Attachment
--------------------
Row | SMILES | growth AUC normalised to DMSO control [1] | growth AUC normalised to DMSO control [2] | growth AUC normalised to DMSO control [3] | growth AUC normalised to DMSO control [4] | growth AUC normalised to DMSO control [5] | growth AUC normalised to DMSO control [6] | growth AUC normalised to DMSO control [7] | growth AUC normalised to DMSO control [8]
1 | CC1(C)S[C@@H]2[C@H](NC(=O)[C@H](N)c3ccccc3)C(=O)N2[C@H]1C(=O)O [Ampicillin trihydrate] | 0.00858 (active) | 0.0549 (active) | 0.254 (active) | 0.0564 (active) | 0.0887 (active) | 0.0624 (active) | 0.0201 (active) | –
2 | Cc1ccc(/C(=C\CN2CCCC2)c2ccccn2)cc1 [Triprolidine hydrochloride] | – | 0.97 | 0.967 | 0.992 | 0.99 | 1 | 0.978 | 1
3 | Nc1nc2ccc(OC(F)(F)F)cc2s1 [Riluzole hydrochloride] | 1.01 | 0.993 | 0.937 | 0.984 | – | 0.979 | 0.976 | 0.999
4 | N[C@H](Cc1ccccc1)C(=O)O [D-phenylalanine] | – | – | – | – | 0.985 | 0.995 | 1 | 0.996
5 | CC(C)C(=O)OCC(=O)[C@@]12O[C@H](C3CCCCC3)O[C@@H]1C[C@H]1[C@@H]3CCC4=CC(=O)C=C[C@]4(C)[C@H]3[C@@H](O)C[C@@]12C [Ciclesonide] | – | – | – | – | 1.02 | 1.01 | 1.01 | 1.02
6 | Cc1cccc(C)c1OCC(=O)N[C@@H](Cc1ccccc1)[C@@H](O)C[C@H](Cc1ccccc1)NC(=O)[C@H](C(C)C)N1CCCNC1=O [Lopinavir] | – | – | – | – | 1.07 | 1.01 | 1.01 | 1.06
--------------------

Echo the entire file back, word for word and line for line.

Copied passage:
Row | SMILES | growth AUC normalised to DMSO control [1] | growth AUC normalised to DMSO control [2] | growth AUC normalised to DMSO control [3] | growth AUC normalised to DMSO control [4] | growth AUC normalised to DMSO control [5] | growth AUC normalised to DMSO control [6] | growth AUC normalised to DMSO control [7] | growth AUC normalised to DMSO control [8]
1 | CC1(C)S[C@@H]2[C@H](NC(=O)[C@H](N)c3ccccc3)C(=O)N2[C@H]1C(=O)O [Ampicillin trihydrate] | 0.00858 (active) | 0.0549 (active) | 0.254 (active) | 0.0564 (active) | 0.0887 (active) | 0.0624 (active) | 0.0201 (active) | –
2 | Cc1ccc(/C(=C\CN2CCCC2)c2ccccn2)cc1 [Triprolidine hydrochloride] | – | 0.97 | 0.967 | 0.992 | 0.99 | 1 | 0.978 | 1
3 | Nc1nc2ccc(OC(F)(F)F)cc2s1 [Riluzole hydrochloride] | 1.01 | 0.993 | 0.937 | 0.984 | – | 0.979 | 0.976 | 0.999
4 | N[C@H](Cc1ccccc1)C(=O)O [D-phenylalanine] | – | – | – | – | 0.985 | 0.995 | 1 | 0.996
5 | CC(C)C(=O)OCC(=O)[C@@]12O[C@H](C3CCCCC3)O[C@@H]1C[C@H]1[C@@H]3CCC4=CC(=O)C=C[C@]4(C)[C@H]3[C@@H](O)C[C@@]12C [Ciclesonide] | – | – | – | – | 1.02 | 1.01 | 1.01 | 1.02
6 | Cc1cccc(C)c1OCC(=O)N[C@@H](Cc1ccccc1)[C@@H](O)C[C@H](Cc1ccccc1)NC(=O)[C@H](C(C)C)N1CCCNC1=O [Lopinavir] | – | – | – | – | 1.07 | 1.01 | 1.01 | 1.06